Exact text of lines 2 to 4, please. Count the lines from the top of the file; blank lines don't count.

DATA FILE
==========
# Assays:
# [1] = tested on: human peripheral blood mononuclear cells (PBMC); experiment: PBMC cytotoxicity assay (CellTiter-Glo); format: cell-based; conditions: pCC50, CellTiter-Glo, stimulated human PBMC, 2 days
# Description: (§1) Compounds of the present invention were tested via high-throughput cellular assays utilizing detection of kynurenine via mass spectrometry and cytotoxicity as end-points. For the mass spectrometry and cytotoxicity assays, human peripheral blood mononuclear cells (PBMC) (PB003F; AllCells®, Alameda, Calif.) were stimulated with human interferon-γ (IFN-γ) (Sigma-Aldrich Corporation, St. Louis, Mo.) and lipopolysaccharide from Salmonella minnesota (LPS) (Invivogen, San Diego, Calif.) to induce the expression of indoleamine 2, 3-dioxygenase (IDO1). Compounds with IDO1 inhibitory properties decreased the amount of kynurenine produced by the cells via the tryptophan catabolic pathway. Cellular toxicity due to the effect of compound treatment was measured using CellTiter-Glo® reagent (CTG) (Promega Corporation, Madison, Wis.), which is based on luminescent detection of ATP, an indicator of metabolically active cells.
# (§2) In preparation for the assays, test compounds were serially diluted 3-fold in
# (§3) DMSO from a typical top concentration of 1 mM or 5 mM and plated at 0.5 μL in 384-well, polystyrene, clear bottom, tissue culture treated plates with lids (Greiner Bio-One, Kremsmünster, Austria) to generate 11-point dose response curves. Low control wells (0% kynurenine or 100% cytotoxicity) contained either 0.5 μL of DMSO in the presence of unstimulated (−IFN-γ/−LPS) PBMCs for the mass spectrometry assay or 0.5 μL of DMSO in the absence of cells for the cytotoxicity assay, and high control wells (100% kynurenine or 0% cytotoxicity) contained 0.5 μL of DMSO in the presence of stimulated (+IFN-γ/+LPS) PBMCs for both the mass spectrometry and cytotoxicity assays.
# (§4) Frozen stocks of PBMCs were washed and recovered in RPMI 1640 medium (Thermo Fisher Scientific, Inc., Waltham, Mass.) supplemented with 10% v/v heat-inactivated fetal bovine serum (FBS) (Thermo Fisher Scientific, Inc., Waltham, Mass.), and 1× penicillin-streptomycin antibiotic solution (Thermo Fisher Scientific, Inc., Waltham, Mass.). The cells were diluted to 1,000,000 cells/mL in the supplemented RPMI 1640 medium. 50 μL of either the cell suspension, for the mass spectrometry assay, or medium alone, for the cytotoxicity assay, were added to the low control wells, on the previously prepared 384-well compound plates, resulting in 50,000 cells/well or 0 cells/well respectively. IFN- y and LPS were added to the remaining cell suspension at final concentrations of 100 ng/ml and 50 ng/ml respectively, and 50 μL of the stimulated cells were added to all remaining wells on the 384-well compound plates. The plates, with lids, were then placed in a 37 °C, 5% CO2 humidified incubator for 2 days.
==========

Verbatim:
# [1] = tested on: human peripheral blood mononuclear cells (PBMC); experiment: PBMC cytotoxicity assay (CellTiter-Glo); format: cell-based; conditions: pCC50, CellTiter-Glo, stimulated human PBMC, 2 days
# Description: (§1) Compounds of the present invention were tested via high-throughput cellular assays utilizing detection of kynurenine via mass spectrometry and cytotoxicity as end-points. For the mass spectrometry and cytotoxicity assays, human peripheral blood mononuclear cells (PBMC) (PB003F; AllCells®, Alameda, Calif.) were stimulated with human interferon-γ (IFN-γ) (Sigma-Aldrich Corporation, St. Louis, Mo.) and lipopolysaccharide from Salmonella minnesota (LPS) (Invivogen, San Diego, Calif.) to induce the expression of indoleamine 2, 3-dioxygenase (IDO1). Compounds with IDO1 inhibitory properties decreased the amount of kynurenine produced by the cells via the tryptophan catabolic pathway. Cellular toxicity due to the effect of compound treatment was measured using CellTiter-Glo® reagent (CTG) (Promega Corporation, Madison, Wis.), which is based on luminescent detection of ATP, an indicator of metabolically active cells.
# (§2) In preparation for the assays, test compounds were serially diluted 3-fold in